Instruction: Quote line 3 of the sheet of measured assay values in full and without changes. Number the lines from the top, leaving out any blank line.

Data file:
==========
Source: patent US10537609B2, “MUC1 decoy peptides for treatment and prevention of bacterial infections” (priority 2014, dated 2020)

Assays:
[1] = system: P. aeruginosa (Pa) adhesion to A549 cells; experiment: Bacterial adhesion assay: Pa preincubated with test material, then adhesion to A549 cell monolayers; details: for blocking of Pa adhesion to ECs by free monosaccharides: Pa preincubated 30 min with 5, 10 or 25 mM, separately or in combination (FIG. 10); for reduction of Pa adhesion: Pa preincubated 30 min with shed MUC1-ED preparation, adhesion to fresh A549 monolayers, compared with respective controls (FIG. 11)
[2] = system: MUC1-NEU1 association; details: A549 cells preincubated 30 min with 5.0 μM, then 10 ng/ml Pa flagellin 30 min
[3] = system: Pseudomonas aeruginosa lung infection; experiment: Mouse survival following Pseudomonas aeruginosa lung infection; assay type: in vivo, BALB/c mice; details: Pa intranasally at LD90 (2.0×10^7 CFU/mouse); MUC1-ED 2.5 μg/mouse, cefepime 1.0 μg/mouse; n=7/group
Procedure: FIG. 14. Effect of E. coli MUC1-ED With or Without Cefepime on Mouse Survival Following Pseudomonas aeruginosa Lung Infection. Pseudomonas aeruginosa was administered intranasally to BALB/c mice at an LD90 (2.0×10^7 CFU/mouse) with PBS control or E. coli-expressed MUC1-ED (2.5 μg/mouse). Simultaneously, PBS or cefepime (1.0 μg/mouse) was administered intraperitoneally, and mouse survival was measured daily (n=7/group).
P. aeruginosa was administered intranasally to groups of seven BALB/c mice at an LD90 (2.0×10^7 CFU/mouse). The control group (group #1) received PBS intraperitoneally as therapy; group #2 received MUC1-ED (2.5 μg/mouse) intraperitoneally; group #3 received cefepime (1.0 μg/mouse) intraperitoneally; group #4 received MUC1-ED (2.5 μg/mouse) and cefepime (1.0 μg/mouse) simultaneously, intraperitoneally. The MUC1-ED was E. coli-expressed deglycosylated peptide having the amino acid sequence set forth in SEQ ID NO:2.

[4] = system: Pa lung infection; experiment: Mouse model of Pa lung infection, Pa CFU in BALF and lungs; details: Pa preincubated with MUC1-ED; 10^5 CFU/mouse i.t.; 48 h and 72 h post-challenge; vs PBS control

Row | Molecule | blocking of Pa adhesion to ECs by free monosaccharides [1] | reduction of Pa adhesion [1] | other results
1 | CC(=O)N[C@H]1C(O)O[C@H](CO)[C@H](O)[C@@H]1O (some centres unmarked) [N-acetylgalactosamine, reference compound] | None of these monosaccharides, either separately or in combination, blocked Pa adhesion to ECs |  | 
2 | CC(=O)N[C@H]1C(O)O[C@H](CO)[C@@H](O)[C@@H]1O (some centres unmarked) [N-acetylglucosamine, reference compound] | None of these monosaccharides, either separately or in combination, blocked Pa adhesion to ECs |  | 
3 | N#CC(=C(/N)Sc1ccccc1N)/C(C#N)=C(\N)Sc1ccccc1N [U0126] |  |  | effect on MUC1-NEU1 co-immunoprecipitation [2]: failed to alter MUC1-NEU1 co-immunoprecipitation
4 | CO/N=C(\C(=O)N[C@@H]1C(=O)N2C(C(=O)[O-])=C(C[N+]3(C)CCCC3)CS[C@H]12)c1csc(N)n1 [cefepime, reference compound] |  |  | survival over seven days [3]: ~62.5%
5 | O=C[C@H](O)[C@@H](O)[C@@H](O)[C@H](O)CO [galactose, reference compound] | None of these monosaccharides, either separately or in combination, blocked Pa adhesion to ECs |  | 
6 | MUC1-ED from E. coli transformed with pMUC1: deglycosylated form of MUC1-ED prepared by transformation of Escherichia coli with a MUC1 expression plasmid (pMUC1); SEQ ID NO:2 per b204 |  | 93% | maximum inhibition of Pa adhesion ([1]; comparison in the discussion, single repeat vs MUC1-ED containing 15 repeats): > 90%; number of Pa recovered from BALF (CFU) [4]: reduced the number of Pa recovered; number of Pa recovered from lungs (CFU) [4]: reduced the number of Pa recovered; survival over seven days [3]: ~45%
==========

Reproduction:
[1] = system: P. aeruginosa (Pa) adhesion to A549 cells; experiment: Bacterial adhesion assay: Pa preincubated with test material, then adhesion to A549 cell monolayers; details: for blocking of Pa adhesion to ECs by free monosaccharides: Pa preincubated 30 min with 5, 10 or 25 mM, separately or in combination (FIG. 10); for reduction of Pa adhesion: Pa preincubated 30 min with shed MUC1-ED preparation, adhesion to fresh A549 monolayers, compared with respective controls (FIG. 11)